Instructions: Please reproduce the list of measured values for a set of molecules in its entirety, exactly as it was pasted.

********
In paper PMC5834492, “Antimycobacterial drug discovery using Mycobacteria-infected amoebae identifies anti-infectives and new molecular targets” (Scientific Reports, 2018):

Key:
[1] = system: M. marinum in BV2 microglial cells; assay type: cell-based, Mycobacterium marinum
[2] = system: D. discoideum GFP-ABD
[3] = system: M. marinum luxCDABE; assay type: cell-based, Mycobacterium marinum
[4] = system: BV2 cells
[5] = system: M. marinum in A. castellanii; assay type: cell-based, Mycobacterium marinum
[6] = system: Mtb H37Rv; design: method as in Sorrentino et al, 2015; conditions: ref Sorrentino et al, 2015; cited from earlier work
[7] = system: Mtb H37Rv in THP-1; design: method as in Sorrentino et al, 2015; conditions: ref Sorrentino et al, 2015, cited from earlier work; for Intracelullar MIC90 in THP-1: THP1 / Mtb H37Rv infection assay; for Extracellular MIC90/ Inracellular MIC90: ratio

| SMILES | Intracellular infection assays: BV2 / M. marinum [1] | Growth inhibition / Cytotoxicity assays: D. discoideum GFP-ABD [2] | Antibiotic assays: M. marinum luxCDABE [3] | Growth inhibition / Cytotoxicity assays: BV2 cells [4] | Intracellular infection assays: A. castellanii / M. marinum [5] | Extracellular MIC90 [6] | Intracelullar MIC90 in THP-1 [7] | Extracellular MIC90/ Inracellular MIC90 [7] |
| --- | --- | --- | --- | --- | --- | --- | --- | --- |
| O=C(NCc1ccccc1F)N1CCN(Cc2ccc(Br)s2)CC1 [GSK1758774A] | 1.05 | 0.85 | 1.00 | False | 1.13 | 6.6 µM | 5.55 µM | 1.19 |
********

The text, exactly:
In paper PMC5834492, “Antimycobacterial drug discovery using Mycobacteria-infected amoebae identifies anti-infectives and new molecular targets” (Scientific Reports, 2018):

Key:
[1] = system: M. marinum in BV2 microglial cells; assay type: cell-based, Mycobacterium marinum
[2] = system: D. discoideum GFP-ABD
[3] = system: M. marinum luxCDABE; assay type: cell-based, Mycobacterium marinum
[4] = system: BV2 cells
[5] = system: M. marinum in A. castellanii; assay type: cell-based, Mycobacterium marinum
[6] = system: Mtb H37Rv; design: method as in Sorrentino et al, 2015; conditions: ref Sorrentino et al, 2015; cited from earlier work
[7] = system: Mtb H37Rv in THP-1; design: method as in Sorrentino et al, 2015; conditions: ref Sorrentino et al, 2015, cited from earlier work; for Intracelullar MIC90 in THP-1: THP1 / Mtb H37Rv infection assay; for Extracellular MIC90/ Inracellular MIC90: ratio

| SMILES | Intracellular infection assays: BV2 / M. marinum [1] | Growth inhibition / Cytotoxicity assays: D. discoideum GFP-ABD [2] | Antibiotic assays: M. marinum luxCDABE [3] | Growth inhibition / Cytotoxicity assays: BV2 cells [4] | Intracellular infection assays: A. castellanii / M. marinum [5] | Extracellular MIC90 [6] | Intracelullar MIC90 in THP-1 [7] | Extracellular MIC90/ Inracellular MIC90 [7] |
| --- | --- | --- | --- | --- | --- | --- | --- | --- |
| O=C(NCc1ccccc1F)N1CCN(Cc2ccc(Br)s2)CC1 [GSK1758774A] | 1.05 | 0.85 | 1.00 | False | 1.13 | 6.6 µM | 5.55 µM | 1.19 |